Nepali bonds with racing camel in Qatar

But his skills in training camels and fluency in Arabic have not been much use back home

Al Shahaniya Camel Racing Track where Riyaz with a robo-jockey came first.

This is the 40th instalment of Diaspora Diaries, a regular series in Nepali Times with stories of Nepalis living and working abroad.

Sanaya is the industrial area of Doha, and is home to the majority of foreign workers in Qatar. But for me, it was in the desert in Al-Shahaniya where I lived for seven years since 2009 training race camels. 

My days used to start at 3AM, and I made sure the camels were well-fed, hydrated, and prepared for race day with exercises, including walks and runs at various speeds and lengths. 

During practice race days I rode a non-race camel in between two race camels to guide and train them. Known as galaisha, these were well-trained, retired race camels that had never won in competitions during their glory days. 

When we were practicing for a race, my employer would drive in parallel outside the track, instructing me to slow down or go faster depending on the camel’s endurance. The robot jockey would be charged overnight, placed on the camel’s back and the employer spoke to it through the speakers in the jockey. He even used the automated whip if necessary when the camel wasn’t paying attention, or to urge him to go faster. 

Read also: Amik and Tilak, Tilak Bahadur Tamang and Amik Singh Lama

The intensity and passion for this sport and what it meant to his family both financially and prestige-wise was evident in his voice as the robot blared “ghap, ghap” through the speakers.

My employer owned 15 camels, and I was attached to all of them. But one race camel, Riyaj, stood out. He was special, an underdog.  I once left Riyaj at the starting point of a 4-km race in Qatar. There were 40-50 other camels. The trainers honked and cheered from the vehicles with “ghap, ghap” on speakers.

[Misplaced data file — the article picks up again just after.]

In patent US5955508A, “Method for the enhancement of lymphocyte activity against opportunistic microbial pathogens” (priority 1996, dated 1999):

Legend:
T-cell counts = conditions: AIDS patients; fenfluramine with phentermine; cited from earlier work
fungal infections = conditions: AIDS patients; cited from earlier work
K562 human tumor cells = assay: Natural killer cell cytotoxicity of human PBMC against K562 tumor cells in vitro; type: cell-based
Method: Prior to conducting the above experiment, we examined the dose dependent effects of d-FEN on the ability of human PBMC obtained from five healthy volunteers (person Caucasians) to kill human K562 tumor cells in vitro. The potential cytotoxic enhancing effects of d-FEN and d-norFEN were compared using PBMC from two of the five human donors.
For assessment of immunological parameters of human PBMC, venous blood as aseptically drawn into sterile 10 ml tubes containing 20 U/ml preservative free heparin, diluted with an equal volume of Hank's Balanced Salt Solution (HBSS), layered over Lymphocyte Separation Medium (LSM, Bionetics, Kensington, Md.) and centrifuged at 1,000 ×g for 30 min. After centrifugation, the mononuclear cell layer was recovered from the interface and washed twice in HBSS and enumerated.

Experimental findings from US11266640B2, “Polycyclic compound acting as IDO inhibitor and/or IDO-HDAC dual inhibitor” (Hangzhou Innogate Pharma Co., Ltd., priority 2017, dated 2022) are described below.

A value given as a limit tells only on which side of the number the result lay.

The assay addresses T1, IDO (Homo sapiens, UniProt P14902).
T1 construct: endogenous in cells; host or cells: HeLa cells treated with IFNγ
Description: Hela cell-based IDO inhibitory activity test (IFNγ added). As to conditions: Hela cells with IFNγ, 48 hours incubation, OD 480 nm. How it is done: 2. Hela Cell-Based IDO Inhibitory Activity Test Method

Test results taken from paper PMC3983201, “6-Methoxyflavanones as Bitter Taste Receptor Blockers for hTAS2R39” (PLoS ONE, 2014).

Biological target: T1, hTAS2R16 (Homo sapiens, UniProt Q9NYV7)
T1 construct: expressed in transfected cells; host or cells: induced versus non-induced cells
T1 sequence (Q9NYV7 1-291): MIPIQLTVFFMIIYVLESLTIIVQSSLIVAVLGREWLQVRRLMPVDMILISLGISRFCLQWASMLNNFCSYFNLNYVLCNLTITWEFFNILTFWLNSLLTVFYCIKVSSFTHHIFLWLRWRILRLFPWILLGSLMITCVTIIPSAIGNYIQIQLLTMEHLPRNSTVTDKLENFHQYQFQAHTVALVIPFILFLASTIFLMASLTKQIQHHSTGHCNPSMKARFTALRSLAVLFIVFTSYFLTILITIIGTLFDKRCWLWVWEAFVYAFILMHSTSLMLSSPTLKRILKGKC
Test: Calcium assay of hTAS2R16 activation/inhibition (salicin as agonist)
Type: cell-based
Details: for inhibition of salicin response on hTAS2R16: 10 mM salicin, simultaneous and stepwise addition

Listening to the live and animated commentary on the radio, I overheard a Sudanese person telling his friend that Riyaj was leading. I could not believe it, and my heart pounded with excitement.

A wrap with the number one was placed on Riyaj’s back, and the judges put saffron all over him as part of the celebration. Everyone wished each other “mobarak” although we still had to wait for lab tests to ensure no performance enhancement drugs were used.

Read also: Nepali nurses gone and going to the UK, Nepali Times

DD 40
Mohan Pandey with a trophy after the win.

 When Riyaj won, nothing else mattered to me momentarily. Not the struggles I had gone through, not my status in a foreign country, not the uncertainty of what lay ahead. All that mattered was that Riyaj had won and with it, I too felt like a winner. 

My bosses, his family members and friends, clapped my back and hugged me, and I was a hero among other workers from Rajasthan, Pakistan and Sudan with their own camels. Today was Riyaj’s turn to win. It was my day.